LEBANON, Tennessee — A Tennessee high school student’s anti-bullying video has resulted in nearly 600,000 views on YouTube and a suspension for its creator.
Lebanon High School student Emily Gipson said school administrators accused her of “trying to incite violence” and gave her a two-day in-school suspension for the video entitled “Welcome to Lebanon High School,” posted Jan. 22.
In the video, prompted by a classmate’s October suicide, she asks students to treat each other better. It’s a broad indictment of campus culture, but contains neither profanity nor calls for direct action.
“Welcome to Lebanon High School, where smiles are fake and suicide prevention is something to laugh at,” she said in the video, criticizing her peers’ reaction to the Stop It app the Wilson County school had put out in response to the death.
Her ire was not restricted to students, however. Perhaps the harshest words in Gipson’s free-verse speech were reserved for school administration.
“Posters say ‘Smile’ and ‘Be happy,’ but how am I supposed to be happy in a world — no, in a community — where creativity is put down, where the people who make fun of others never get punished because ‘There’s no proof,’ or ‘There’s nothing we can do about it,’ or, my favorite, ‘Kids will be kids,’” she says in the video.
“So let’s summarize: We’re expected to come to this emotional prison every day, and we’re expected to forgive the bullies because the authorities are sure they didn’t mean it. Sometimes I wonder how many kids it takes dying to make a difference.”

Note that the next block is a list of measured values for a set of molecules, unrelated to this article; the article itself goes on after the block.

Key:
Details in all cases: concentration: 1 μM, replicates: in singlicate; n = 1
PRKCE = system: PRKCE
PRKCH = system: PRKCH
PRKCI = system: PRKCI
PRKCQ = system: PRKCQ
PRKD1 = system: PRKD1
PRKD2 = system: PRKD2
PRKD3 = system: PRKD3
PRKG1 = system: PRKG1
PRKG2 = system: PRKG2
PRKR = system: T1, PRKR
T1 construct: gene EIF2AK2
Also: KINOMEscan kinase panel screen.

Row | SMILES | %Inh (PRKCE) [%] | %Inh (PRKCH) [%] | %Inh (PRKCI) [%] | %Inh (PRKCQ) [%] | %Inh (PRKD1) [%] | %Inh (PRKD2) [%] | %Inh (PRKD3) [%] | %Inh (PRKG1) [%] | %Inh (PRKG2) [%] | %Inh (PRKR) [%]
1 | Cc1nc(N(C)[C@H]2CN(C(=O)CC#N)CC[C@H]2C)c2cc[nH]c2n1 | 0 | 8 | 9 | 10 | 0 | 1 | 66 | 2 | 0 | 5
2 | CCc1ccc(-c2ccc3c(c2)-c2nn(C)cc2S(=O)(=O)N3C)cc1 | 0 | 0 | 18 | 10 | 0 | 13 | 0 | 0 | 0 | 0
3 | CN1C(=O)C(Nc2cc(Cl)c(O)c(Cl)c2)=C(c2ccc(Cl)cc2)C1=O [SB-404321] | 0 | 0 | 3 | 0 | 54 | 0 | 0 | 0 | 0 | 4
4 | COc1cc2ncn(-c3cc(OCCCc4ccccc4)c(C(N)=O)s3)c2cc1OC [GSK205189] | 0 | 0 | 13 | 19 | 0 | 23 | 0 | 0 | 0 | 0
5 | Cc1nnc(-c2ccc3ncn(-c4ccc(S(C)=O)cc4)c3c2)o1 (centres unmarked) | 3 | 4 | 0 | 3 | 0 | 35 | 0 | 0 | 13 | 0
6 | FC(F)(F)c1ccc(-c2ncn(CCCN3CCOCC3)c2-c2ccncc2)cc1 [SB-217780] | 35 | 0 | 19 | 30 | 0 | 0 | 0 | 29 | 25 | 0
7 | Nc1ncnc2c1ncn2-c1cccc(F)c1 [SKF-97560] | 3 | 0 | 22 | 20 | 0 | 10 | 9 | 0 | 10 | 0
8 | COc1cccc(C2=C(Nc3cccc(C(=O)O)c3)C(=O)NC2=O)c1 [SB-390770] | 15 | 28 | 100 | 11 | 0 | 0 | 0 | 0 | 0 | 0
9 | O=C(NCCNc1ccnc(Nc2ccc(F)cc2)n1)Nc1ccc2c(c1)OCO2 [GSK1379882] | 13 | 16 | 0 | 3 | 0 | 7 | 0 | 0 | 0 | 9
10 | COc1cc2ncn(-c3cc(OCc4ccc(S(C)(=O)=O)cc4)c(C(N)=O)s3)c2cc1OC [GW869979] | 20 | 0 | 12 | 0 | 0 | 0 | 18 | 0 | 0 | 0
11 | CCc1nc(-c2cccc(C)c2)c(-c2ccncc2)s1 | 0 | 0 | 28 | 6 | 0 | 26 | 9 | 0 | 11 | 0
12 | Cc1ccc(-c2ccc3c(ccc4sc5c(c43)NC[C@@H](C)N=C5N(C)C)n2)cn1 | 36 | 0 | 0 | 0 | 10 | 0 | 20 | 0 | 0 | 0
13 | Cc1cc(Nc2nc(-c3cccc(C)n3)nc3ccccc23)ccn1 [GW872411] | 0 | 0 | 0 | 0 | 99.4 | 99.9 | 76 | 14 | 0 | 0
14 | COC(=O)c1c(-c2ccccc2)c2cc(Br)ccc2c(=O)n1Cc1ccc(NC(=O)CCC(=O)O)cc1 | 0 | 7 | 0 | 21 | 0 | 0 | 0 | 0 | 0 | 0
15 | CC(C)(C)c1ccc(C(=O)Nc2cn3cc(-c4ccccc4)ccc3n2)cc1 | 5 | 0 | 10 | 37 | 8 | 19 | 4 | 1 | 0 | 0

Principal Scott Walters told The Lebanon Democrat he can’t discuss the 16-year-old’s punishment, but said he took issue with the fact that the free-verse speech was recorded in a classroom after hours without a teacher’s permission or knowledge she was using the room.
Furthermore, he said a daily announcement after school dismissal tells all students who are not with a teacher, coach or after school group to leave the building.
Gipson disputed that, saying she had two coaches’ permission.
Walters also said the video hurt his feelings, and those of teachers, too.
He said he’s received feedback from parents and students who didn’t agree with the video, including a gift from a student who told him he was doing a good job. He also said people could learn from Gipson’s viewpoint.
“I can appreciate the perspective of the video,” Walters said. “Of course, she’s 16, and her perspective is going to be different from mine.”
Kenneth Gipson, her grandfather and guardian, said the principal told him the only reason the teen was punished was because she didn’t have permission to take the video on school grounds. “I don’t have a problem with that. She violated their policies,” he told The Associated Press.
But Gipson says he’s proud of his granddaughter for expressing herself.
“I applaud her for taking a stance. She’s speaking against something that is obviously an issue in today’s society — today’s schools especially. I don’t have a problem with the videos at all. I wish she hadn’t of done the first one the way she did it inside the classroom, but as far as the message goes, I’m all for the message. I think she’s done a great job in bringing to light a very sensitive and needed subject.”
Gipson said her punishment is worth the good she feels the video has produced.
Then she posted another spoken-word poem on Youtube, titled “Have I Made a Difference Yet?” urging teenagers like her to speak up.
“I never knew that it would get this big, and through it getting this big I’ve learned a lesson: This is not my school, this is everyone’s school, this is a national problem,” she said.